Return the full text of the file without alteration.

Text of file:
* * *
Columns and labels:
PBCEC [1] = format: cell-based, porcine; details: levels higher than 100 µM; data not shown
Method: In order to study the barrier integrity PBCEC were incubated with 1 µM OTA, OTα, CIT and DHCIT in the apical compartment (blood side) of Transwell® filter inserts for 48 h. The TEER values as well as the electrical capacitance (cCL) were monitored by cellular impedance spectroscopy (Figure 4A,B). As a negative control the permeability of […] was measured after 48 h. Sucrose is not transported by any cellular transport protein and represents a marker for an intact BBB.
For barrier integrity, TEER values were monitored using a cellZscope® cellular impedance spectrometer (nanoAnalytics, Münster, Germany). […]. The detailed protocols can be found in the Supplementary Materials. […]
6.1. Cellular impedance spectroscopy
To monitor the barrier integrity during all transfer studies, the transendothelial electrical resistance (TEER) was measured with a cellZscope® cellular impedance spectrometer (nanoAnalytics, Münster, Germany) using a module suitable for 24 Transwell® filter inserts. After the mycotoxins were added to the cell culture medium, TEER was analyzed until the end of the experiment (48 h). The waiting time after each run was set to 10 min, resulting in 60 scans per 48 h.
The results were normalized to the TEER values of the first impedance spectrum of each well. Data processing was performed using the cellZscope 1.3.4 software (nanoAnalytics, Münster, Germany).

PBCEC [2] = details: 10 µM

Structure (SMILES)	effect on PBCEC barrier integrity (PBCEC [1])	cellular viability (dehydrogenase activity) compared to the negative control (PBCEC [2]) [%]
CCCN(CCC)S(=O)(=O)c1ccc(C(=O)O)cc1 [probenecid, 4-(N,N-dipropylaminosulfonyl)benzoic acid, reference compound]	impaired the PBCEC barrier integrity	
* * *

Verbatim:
Columns and labels:
PBCEC [1] = format: cell-based, porcine; details: levels higher than 100 µM; data not shown
Method: In order to study the barrier integrity PBCEC were incubated with 1 µM OTA, OTα, CIT and DHCIT in the apical compartment (blood side) of Transwell® filter inserts for 48 h. The TEER values as well as the electrical capacitance (cCL) were monitored by cellular impedance spectroscopy (Figure 4A,B). As a negative control the permeability of […] was measured after 48 h. Sucrose is not transported by any cellular transport protein and represents a marker for an intact BBB.
For barrier integrity, TEER values were monitored using a cellZscope® cellular impedance spectrometer (nanoAnalytics, Münster, Germany). […]. The detailed protocols can be found in the Supplementary Materials. […]
6.1. Cellular impedance spectroscopy
To monitor the barrier integrity during all transfer studies, the transendothelial electrical resistance (TEER) was measured with a cellZscope® cellular impedance spectrometer (nanoAnalytics, Münster, Germany) using a module suitable for 24 Transwell® filter inserts. After the mycotoxins were added to the cell culture medium, TEER was analyzed until the end of the experiment (48 h). The waiting time after each run was set to 10 min, resulting in 60 scans per 48 h.
The results were normalized to the TEER values of the first impedance spectrum of each well. Data processing was performed using the cellZscope 1.3.4 software (nanoAnalytics, Münster, Germany).

PBCEC [2] = details: 10 µM

Structure (SMILES)	effect on PBCEC barrier integrity (PBCEC [1])	cellular viability (dehydrogenase activity) compared to the negative control (PBCEC [2]) [%]
CCCN(CCC)S(=O)(=O)c1ccc(C(=O)O)cc1 [probenecid, 4-(N,N-dipropylaminosulfonyl)benzoic acid, reference compound]	impaired the PBCEC barrier integrity	